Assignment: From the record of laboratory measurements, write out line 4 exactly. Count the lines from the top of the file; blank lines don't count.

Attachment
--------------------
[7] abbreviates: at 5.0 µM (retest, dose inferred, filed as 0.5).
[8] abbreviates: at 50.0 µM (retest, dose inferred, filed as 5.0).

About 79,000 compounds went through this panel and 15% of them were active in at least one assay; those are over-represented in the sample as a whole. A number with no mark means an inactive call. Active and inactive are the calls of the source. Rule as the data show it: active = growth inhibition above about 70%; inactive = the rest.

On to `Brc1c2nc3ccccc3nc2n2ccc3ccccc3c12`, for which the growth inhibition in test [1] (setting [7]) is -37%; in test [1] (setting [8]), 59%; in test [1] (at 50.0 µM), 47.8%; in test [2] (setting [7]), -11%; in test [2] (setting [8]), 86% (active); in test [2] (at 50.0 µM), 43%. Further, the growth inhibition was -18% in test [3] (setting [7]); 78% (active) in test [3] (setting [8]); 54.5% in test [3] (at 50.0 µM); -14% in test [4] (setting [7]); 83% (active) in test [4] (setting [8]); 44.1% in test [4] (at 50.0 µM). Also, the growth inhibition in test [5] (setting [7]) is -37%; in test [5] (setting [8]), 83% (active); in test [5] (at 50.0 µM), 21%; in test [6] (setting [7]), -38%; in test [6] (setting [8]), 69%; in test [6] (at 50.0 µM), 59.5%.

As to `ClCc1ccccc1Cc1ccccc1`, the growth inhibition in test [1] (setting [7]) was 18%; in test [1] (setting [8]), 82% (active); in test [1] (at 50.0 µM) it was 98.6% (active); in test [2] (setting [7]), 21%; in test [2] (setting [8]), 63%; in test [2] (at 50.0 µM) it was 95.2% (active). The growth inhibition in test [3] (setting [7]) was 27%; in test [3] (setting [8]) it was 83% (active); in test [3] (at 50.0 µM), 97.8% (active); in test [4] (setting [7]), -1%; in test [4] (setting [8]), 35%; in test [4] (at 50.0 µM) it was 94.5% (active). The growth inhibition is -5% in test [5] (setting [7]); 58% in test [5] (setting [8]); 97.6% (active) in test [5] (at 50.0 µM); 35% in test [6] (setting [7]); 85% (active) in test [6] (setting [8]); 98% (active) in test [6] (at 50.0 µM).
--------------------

On to `Brc1c2nc3ccccc3nc2n2ccc3ccccc3c12`, for which the growth inhibition in test [1] (setting [7]) is -37%; in test [1] (setting [8]), 59%; in test [1] (at 50.0 µM), 47.8%; in test [2] (setting [7]), -11%; in test [2] (setting [8]), 86% (active); in test [2] (at 50.0 µM), 43%. Further, the growth inhibition was -18% in test [3] (setting [7]); 78% (active) in test [3] (setting [8]); 54.5% in test [3] (at 50.0 µM); -14% in test [4] (setting [7]); 83% (active) in test [4] (setting [8]); 44.1% in test [4] (at 50.0 µM). Also, the growth inhibition in test [5] (setting [7]) is -37%; in test [5] (setting [8]), 83% (active); in test [5] (at 50.0 µM), 21%; in test [6] (setting [7]), -38%; in test [6] (setting [8]), 69%; in test [6] (at 50.0 µM), 59.5%.